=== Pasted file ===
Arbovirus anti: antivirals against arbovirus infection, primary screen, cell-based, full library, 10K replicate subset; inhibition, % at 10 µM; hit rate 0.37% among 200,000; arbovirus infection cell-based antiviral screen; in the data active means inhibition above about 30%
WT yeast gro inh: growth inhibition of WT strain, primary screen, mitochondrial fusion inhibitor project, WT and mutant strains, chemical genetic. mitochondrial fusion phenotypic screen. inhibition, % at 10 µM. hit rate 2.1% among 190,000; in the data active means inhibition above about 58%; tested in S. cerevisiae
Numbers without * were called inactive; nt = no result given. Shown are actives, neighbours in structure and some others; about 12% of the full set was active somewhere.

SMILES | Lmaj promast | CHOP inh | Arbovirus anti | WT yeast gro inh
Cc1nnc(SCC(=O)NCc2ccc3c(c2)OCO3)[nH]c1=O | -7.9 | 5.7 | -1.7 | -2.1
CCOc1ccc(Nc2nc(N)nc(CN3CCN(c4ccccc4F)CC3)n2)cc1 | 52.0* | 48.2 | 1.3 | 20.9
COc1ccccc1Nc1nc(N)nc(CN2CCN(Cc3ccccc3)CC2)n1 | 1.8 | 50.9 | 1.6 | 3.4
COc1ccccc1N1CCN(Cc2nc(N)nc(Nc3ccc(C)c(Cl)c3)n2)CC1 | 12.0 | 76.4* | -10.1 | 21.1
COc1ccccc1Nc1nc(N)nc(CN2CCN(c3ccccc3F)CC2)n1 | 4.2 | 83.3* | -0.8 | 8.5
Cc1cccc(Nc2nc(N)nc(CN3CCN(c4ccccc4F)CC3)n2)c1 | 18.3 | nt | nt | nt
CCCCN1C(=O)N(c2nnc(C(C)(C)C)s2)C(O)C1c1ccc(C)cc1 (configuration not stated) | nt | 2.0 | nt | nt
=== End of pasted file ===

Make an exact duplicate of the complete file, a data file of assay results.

Arbovirus anti: antivirals against arbovirus infection, primary screen, cell-based, full library, 10K replicate subset; inhibition, % at 10 µM; hit rate 0.37% among 200,000; arbovirus infection cell-based antiviral screen; in the data active means inhibition above about 30%
WT yeast gro inh: growth inhibition of WT strain, primary screen, mitochondrial fusion inhibitor project, WT and mutant strains, chemical genetic. mitochondrial fusion phenotypic screen. inhibition, % at 10 µM. hit rate 2.1% among 190,000; in the data active means inhibition above about 58%; tested in S. cerevisiae
Numbers without * were called inactive; nt = no result given. Shown are actives, neighbours in structure and some others; about 12% of the full set was active somewhere.

SMILES | Lmaj promast | CHOP inh | Arbovirus anti | WT yeast gro inh
Cc1nnc(SCC(=O)NCc2ccc3c(c2)OCO3)[nH]c1=O | -7.9 | 5.7 | -1.7 | -2.1
CCOc1ccc(Nc2nc(N)nc(CN3CCN(c4ccccc4F)CC3)n2)cc1 | 52.0* | 48.2 | 1.3 | 20.9
COc1ccccc1Nc1nc(N)nc(CN2CCN(Cc3ccccc3)CC2)n1 | 1.8 | 50.9 | 1.6 | 3.4
COc1ccccc1N1CCN(Cc2nc(N)nc(Nc3ccc(C)c(Cl)c3)n2)CC1 | 12.0 | 76.4* | -10.1 | 21.1
COc1ccccc1Nc1nc(N)nc(CN2CCN(c3ccccc3F)CC2)n1 | 4.2 | 83.3* | -0.8 | 8.5
Cc1cccc(Nc2nc(N)nc(CN3CCN(c4ccccc4F)CC3)n2)c1 | 18.3 | nt | nt | nt
CCCCN1C(=O)N(c2nnc(C(C)(C)C)s2)C(O)C1c1ccc(C)cc1 (configuration not stated) | nt | 2.0 | nt | nt